Pros: The Aeropress makes an excellent espresso or Americano and is much more affordable than the average electric home espresso maker.
Cons: You can only make one or two cups of coffee at a time with the Aeropress.
What is the Aeropress Coffee Maker?
The Aeropress Coffee Maker is a specialised system that looks very similar to a giant syringe. It consists of three parts: one brewing cylinder, a slightly smaller plunger cylinder that fits inside the brewing cylinder, and a filter holder that you screw into the brewing chamber.
The Aeropress is highly portable and does not require any batteries or electricity, although of, course you'll need something to boil water as well.
In-Depth Aeropress Coffee Maker Review
Created in 2005, the Aeropress is revolutionising how people around the world brew their coffee. It brews the perfect cup of coffee or espresso (in fact, many people prefer it for espressos) in a mere 30 seconds, it's incredibly portable, and the plastic is both safe to clean and easy to travel with.
What makes the Aeropress really interesting is the methods used to brew the coffee, especially the most popular method, known as the upside down brew.
To brew your coffee using the upside down brew, first take apart your Aeropress. Insert a filter into the specialised plastic holder, then wet the filter and cap. This water acts as a lubricant for the plunger, making it easier to brew your coffee.
Now reassemble your Aeropress (most Aeropress drinkers suggest doing this step on a scale, at least the first few times) with the flared end up, making sure all the connective parts are dry to keep the seal. Add 15-18g of coffee grounds, being careful to avoid the gutter at the top of the Aeropress.
With your coffee grounds in, it's time to add water! The amount of water you use should be exactly twice the weight of the coffee grounds in your Aeropress. For ideal brewing, the water should be around 200ºF. You may need to tamp the grounds down to make sure the coffee saturates the water evenly.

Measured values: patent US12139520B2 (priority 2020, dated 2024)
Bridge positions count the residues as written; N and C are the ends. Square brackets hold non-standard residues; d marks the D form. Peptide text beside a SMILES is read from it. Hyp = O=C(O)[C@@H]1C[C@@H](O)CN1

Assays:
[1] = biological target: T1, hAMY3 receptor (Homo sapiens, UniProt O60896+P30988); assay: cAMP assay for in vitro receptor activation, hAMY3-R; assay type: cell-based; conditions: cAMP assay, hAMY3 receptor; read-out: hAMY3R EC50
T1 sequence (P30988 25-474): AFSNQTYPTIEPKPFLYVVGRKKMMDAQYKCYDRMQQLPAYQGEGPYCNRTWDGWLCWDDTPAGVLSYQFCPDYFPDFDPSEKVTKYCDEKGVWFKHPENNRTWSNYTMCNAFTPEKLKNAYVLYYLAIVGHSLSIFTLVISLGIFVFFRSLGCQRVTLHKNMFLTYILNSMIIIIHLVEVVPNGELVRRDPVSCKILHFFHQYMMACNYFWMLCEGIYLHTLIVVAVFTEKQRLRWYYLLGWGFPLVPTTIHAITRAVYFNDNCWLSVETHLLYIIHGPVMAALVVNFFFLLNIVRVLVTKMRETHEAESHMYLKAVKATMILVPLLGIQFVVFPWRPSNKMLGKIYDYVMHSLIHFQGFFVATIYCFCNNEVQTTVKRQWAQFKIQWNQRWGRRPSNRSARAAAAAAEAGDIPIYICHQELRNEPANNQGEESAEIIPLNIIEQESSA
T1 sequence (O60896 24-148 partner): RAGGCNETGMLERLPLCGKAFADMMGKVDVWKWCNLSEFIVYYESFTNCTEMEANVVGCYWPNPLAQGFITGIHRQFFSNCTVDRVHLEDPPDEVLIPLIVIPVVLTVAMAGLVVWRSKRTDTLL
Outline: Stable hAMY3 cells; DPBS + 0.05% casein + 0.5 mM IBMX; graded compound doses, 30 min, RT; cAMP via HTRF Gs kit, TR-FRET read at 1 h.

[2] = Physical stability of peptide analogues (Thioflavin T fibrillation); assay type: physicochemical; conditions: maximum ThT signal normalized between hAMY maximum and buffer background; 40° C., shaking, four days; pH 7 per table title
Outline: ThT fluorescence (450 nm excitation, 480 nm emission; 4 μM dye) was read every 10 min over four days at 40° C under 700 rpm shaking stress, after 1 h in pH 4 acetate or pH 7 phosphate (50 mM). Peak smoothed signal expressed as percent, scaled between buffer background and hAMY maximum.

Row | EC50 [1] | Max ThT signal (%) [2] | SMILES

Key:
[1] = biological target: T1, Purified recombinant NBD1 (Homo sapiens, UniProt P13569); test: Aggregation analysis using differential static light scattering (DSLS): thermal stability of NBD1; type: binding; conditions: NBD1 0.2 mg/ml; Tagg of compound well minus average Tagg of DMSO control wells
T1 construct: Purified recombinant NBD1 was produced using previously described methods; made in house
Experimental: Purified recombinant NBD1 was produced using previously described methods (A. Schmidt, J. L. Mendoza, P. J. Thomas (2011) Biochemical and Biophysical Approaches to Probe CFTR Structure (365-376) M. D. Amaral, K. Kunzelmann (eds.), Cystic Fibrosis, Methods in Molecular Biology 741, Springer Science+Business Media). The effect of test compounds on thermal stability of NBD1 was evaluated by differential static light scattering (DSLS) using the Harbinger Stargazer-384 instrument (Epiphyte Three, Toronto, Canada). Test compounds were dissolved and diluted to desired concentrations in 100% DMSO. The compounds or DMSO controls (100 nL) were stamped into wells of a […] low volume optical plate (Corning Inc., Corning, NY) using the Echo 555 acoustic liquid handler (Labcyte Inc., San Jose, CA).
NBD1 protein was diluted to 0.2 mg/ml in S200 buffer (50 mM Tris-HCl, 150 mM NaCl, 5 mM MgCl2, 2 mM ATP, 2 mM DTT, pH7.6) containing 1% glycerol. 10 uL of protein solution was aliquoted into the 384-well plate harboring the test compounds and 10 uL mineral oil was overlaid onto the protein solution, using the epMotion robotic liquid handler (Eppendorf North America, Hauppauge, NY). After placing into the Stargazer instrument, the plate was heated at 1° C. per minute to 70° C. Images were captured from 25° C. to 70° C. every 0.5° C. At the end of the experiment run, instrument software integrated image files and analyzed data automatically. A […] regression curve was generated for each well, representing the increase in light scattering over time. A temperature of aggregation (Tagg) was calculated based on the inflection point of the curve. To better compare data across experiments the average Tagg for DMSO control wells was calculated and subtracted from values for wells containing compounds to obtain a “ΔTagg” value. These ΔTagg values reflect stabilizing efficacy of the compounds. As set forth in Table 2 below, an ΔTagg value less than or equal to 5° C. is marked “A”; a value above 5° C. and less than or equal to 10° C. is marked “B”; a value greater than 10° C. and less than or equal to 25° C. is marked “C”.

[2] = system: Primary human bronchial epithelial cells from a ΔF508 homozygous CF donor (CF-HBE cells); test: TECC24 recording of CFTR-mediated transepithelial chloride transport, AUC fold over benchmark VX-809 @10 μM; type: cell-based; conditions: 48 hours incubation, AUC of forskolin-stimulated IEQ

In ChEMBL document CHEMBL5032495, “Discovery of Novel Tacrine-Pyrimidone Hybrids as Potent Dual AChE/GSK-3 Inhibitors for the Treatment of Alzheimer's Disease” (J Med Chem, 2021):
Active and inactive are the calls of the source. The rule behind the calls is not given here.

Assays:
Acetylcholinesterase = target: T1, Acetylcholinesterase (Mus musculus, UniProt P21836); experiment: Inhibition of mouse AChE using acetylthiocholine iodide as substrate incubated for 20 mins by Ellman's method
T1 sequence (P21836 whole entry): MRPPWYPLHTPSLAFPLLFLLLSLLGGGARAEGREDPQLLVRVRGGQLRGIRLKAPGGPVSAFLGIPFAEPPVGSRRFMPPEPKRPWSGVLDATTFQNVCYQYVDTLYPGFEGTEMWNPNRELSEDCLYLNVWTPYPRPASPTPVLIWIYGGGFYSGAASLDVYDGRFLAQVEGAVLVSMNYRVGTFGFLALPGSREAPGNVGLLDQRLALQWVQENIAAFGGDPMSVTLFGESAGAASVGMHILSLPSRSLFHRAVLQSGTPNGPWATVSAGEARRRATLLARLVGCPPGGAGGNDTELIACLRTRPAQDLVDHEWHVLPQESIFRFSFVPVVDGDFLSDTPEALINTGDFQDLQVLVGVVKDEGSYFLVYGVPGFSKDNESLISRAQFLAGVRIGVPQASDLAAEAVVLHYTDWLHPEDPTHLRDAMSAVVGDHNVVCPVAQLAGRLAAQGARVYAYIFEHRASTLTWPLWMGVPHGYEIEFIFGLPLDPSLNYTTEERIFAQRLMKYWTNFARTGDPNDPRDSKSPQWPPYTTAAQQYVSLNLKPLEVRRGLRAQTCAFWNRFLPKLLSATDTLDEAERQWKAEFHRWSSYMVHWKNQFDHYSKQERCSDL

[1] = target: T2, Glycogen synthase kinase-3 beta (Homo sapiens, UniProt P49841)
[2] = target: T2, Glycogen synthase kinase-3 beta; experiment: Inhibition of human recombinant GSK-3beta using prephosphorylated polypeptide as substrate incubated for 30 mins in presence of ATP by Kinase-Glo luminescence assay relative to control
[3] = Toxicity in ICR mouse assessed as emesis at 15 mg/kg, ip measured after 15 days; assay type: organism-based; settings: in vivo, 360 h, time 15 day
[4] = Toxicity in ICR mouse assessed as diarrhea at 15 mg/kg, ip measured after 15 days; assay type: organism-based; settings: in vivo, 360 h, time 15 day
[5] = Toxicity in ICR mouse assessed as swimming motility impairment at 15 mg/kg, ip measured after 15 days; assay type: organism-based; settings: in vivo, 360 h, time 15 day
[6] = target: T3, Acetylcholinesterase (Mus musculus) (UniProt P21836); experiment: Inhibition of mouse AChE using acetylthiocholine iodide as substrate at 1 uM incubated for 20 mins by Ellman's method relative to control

After about 30 seconds fill the rest of the compartment with water. Let this sit for one full minute, stirring several times to make sure everything mixes properly.
At the end of your minute, fasten the cap so it locks tightly and flip the Aeropress over onto your brewing container. Push the plunger down, forcing the water into the brewing vessel. It should be moderately hard to push; if it's too difficult, your grounds are too fine, but if it's too easy your grounds are too coarse.
The entire process takes about two minutes, not counting the time it takes to boil your water (you can set it to boil while you're assembling the Aeropress to save time).
The Aeropress is a pretty incredible coffee brewing system. It is quite affordable, ranging between $30-50 depending on where you buy it, and it produces excellent coffee and espresso. It's also small enough to take on the road with you and the entirely plastic housing means you can even take it in a carry-on bag without having to worry.
Unfortunately, the Aeropress does require a certain amount of physical coordination and strength some of us simply don't have first thing in the morning. If you're not careful this process can become quite messy, so if you're really out of it in the mornings you'll want to stick with a French Press or another coffee brewing system.